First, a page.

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Founded in March 2023, Alliance for Refugees and Immigrants, Inc. is dedicated to providing a safe and welcoming environment for refugees and immigrants who have been forced to flee their home countries due to persecution, conflict, or other forms of violence. Alliance for Refugees and Immigrants aims to assist refugees in rebuilding their lives in the US by providing the necessary resources, support, and services to help the refugees and immigrants integrate into their new communities. This includes finding housing, employment, healthcare, education, language training, and cultural orientation. We also work to promote diversity, tolerance, and understanding among the larger community, and advocate for policies that protect and support refugees. Ultimately our goal is to help refugees become self-sufficient and productive members of their new societies while preserving their dignity, culture, and human rights.



The United States has a long history of welcoming refugees from around the world. The earliest recorded instances of refugee resettlement in the United States date back to the 17th century, when French Huguenots and English Puritans fled religious persecution in their home countries.

In the 20th century, the United States became a major destination for refugees fleeing war, genocide, and political persecution. After World War II, the US government established the Displaced Persons Act of 1948, which allowed hundreds of thousands of Europeans displaced by the war to enter the country as refugees.

In the following decades, the US admitted refugees from a range of conflicts and crises, including the Korean War, the Vietnam War, and the Soviet invasion of Afghanistan. In the 1970s, the US admitted large numbers of refugees from Southeast Asia, including Vietnam, Cambodia, and Laos.

In the 1980s, the US admitted refugees from conflicts in Central America, including the civil wars in El Salvador and Nicaragua. In the 1990s, the US admitted refugees from conflicts in Somalia, Bosnia, and Kosovo.

After the 9/11 terrorist attacks, the US government tightened its immigration policies and refugee resettlement programs. However, the US continued to admit refugees from a range of conflicts and crises, including the Syrian civil war and the Rohingya refugee crisis in Myanmar.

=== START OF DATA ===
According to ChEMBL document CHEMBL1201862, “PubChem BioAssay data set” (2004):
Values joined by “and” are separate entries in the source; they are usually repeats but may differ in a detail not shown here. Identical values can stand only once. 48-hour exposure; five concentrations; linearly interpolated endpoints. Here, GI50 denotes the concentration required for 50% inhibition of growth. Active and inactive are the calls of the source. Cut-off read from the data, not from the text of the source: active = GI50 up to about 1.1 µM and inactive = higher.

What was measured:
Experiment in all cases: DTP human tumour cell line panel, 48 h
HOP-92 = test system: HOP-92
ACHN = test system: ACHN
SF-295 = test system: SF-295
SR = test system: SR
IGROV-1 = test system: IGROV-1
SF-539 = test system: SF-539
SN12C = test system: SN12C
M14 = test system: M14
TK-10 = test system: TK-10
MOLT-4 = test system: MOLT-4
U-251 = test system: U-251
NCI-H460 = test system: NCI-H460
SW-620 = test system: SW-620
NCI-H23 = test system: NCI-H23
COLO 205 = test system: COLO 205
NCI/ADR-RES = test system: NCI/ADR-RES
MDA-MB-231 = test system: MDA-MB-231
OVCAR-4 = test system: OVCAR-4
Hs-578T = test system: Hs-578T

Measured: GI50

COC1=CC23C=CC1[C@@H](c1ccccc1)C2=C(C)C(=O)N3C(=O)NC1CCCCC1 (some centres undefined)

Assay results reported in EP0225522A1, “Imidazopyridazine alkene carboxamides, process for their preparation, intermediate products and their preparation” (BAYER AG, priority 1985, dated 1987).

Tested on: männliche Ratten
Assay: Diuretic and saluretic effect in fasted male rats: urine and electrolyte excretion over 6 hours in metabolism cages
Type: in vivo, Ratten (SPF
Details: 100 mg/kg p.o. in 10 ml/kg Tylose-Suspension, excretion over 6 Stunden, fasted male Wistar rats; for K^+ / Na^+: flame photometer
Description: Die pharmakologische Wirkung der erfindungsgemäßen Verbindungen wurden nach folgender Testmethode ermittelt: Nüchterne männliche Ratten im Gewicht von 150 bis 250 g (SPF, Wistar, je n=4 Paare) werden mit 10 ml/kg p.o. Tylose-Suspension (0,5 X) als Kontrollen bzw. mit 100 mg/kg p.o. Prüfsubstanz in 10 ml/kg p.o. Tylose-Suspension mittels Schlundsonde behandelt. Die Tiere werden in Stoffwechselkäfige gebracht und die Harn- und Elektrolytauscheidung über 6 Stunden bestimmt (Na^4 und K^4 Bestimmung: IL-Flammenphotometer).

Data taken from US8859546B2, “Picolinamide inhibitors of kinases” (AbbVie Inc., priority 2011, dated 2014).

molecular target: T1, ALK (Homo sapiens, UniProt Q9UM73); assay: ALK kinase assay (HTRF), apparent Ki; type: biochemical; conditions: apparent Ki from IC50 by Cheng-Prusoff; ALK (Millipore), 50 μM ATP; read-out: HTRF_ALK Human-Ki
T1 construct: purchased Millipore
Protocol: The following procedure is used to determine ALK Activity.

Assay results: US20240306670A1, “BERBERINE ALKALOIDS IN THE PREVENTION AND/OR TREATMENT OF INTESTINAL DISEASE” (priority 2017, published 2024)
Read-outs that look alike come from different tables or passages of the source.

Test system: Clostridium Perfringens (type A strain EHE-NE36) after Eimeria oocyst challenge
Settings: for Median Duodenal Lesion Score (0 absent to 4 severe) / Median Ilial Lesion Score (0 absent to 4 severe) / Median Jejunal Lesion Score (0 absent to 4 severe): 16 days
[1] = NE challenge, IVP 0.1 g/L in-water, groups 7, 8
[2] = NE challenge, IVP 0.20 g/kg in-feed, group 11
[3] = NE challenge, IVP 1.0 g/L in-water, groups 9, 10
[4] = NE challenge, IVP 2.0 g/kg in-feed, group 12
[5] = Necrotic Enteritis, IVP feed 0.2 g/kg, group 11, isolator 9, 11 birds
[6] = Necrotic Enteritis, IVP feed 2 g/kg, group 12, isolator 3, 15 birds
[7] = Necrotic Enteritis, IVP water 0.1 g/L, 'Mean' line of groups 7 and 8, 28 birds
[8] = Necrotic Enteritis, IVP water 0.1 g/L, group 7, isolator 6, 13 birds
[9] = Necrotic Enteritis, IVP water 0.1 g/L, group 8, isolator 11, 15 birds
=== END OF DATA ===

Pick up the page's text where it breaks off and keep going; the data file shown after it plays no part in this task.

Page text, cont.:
In 2007, the US government launched the Iraqi Refugee Processing Program to help resettle Iraqis who had been displaced by the war in Iraq. The program aimed to expedite the processing of Iraqi refugees and improve their access to services once they arrived in the United States.

In 2011, the US government launched the Afghan Allies Protection Act, which allowed Afghan nationals who had worked for the US government or military in Afghanistan to apply for special immigrant visas (SIVs) to come to the US. The program has since been expanded to include Afghans who have worked for US-funded projects in Afghanistan and who face threats to their safety as a result.

In recent years, the US government has faced criticism for its handling of the refugee crisis in Syria. While the US has admitted tens of thousands of Syrian refugees since the conflict began in 2011, the number of admissions has been relatively low compared to other countries. 

The Trump administration suspended the USRAP for several months in 2017, leading to delays and uncertainty for refugees already in the resettlement process. The Biden administration has pledged to restore the US refugee program and increase the number of admissions in the coming years.

In 2022, after Russia’s unprovoked invasion of Ukraine, thousands of Ukrainians received parole at U.S. ports of entry to be admitted into the United States under the refugee admission program.  

Overall, the US has admitted millions of refugees over the course of its history, and has played a significant role in providing safe haven for those fleeing persecution and conflict around the world.